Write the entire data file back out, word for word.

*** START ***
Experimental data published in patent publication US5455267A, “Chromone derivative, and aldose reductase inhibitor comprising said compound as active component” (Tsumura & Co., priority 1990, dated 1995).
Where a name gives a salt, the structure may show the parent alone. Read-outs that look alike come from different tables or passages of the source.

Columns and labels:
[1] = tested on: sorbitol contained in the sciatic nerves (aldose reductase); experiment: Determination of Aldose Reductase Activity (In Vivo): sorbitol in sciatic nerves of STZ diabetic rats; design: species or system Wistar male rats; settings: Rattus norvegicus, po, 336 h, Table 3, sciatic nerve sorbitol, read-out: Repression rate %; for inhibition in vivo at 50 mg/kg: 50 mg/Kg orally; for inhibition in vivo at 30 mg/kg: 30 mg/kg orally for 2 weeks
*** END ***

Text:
Experimental data published in patent publication US5455267A, “Chromone derivative, and aldose reductase inhibitor comprising said compound as active component” (Tsumura & Co., priority 1990, dated 1995).
Where a name gives a salt, the structure may show the parent alone. Read-outs that look alike come from different tables or passages of the source.

Columns and labels:
[1] = tested on: sorbitol contained in the sciatic nerves (aldose reductase); experiment: Determination of Aldose Reductase Activity (In Vivo): sorbitol in sciatic nerves of STZ diabetic rats; design: species or system Wistar male rats; settings: Rattus norvegicus, po, 336 h, Table 3, sciatic nerve sorbitol, read-out: Repression rate %; for inhibition in vivo at 50 mg/kg: 50 mg/Kg orally; for inhibition in vivo at 30 mg/kg: 30 mg/kg orally for 2 weeks